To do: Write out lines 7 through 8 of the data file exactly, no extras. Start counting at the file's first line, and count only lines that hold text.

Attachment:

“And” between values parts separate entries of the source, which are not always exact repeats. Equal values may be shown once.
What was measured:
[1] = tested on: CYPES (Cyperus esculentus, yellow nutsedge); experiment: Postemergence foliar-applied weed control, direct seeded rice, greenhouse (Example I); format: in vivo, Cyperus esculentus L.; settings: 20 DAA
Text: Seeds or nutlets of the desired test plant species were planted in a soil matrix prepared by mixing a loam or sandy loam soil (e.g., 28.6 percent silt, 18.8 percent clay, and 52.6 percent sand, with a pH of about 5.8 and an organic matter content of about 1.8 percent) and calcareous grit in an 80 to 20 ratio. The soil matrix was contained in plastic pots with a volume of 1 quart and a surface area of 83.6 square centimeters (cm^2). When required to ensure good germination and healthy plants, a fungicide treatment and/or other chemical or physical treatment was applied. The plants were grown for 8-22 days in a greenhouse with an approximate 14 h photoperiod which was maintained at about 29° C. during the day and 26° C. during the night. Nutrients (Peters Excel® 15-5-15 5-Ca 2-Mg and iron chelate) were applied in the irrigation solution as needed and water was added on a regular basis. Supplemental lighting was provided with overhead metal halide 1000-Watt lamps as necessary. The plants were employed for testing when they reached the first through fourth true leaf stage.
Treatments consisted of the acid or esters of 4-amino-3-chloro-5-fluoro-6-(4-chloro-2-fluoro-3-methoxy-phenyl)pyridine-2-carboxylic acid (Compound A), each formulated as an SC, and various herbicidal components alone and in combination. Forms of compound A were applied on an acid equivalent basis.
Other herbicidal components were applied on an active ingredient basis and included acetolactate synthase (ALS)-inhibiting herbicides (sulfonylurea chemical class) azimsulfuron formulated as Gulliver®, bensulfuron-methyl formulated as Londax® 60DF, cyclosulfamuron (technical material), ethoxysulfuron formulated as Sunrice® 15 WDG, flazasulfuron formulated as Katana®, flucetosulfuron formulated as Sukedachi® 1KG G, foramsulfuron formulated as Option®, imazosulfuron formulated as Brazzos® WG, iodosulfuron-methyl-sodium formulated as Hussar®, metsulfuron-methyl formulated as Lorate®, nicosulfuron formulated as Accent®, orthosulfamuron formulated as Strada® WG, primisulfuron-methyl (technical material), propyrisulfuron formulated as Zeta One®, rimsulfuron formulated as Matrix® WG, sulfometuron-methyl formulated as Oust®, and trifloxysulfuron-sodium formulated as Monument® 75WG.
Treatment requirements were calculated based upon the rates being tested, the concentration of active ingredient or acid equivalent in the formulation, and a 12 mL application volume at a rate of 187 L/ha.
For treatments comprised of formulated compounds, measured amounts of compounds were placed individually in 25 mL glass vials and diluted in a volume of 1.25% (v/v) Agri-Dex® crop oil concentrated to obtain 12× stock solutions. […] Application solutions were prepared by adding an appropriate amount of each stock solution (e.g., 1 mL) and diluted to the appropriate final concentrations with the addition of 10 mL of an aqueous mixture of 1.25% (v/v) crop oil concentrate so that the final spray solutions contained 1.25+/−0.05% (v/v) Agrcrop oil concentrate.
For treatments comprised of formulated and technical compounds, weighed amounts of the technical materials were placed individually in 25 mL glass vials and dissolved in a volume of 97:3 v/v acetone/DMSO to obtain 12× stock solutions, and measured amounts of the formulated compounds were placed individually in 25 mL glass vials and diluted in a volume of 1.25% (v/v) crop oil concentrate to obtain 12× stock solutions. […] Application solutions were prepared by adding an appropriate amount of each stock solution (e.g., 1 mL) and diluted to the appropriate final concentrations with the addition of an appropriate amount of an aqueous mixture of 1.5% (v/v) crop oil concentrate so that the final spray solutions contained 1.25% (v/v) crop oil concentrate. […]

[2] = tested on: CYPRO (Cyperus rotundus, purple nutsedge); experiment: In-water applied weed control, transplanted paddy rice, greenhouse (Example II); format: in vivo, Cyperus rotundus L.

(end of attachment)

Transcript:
Treatment requirements were calculated based upon the rates being tested, the concentration of active ingredient or acid equivalent in the formulation, and a 12 mL application volume at a rate of 187 L/ha.
For treatments comprised of formulated compounds, measured amounts of compounds were placed individually in 25 mL glass vials and diluted in a volume of 1.25% (v/v) Agri-Dex® crop oil concentrated to obtain 12× stock solutions. […] Application solutions were prepared by adding an appropriate amount of each stock solution (e.g., 1 mL) and diluted to the appropriate final concentrations with the addition of 10 mL of an aqueous mixture of 1.25% (v/v) crop oil concentrate so that the final spray solutions contained 1.25+/−0.05% (v/v) Agrcrop oil concentrate.